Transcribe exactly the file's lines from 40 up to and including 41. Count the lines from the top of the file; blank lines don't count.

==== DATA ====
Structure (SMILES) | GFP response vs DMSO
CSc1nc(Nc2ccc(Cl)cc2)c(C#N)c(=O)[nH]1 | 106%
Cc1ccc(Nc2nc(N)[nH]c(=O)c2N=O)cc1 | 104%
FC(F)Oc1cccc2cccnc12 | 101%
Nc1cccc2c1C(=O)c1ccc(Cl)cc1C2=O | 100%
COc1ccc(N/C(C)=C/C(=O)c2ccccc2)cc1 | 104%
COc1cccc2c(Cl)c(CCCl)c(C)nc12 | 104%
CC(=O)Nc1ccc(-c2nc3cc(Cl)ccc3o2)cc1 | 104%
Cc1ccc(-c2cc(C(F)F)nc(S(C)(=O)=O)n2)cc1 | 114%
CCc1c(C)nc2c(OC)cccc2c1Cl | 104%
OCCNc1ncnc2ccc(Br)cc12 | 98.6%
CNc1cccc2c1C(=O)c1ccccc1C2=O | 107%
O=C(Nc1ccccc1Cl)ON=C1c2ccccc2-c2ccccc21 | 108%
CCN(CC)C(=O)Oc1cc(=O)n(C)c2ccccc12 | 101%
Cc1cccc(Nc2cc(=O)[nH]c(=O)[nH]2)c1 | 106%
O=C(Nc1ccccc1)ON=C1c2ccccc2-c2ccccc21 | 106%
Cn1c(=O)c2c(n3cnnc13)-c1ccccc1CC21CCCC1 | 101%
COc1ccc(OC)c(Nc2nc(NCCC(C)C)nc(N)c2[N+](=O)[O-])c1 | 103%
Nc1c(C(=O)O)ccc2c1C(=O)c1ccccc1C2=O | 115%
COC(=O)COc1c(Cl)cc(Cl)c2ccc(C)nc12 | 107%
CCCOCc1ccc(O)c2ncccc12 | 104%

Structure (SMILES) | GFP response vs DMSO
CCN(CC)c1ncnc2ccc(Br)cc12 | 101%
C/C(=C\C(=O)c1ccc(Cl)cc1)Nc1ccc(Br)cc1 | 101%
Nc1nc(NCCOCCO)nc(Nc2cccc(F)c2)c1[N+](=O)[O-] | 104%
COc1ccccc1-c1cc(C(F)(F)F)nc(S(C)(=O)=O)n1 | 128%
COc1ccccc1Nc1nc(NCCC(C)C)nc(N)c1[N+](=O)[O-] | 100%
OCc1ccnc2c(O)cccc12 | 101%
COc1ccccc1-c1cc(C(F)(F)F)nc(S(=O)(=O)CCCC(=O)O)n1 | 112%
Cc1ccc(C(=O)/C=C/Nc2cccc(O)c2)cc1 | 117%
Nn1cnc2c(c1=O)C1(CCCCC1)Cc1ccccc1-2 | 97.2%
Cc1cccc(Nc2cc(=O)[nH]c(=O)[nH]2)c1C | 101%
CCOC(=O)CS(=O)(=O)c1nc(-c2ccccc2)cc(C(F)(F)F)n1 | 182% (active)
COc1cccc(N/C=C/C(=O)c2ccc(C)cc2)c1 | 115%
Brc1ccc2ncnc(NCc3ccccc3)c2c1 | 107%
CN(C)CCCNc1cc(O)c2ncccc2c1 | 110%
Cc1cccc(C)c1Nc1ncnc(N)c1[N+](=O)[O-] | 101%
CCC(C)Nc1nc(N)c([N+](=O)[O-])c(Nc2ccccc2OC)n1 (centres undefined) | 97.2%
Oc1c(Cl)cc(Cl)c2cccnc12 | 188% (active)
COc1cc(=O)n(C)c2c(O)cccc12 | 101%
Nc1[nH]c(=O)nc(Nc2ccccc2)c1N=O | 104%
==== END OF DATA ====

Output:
COc1cc(=O)n(C)c2c(O)cccc12 | 101%
Nc1[nH]c(=O)nc(Nc2ccccc2)c1N=O | 104%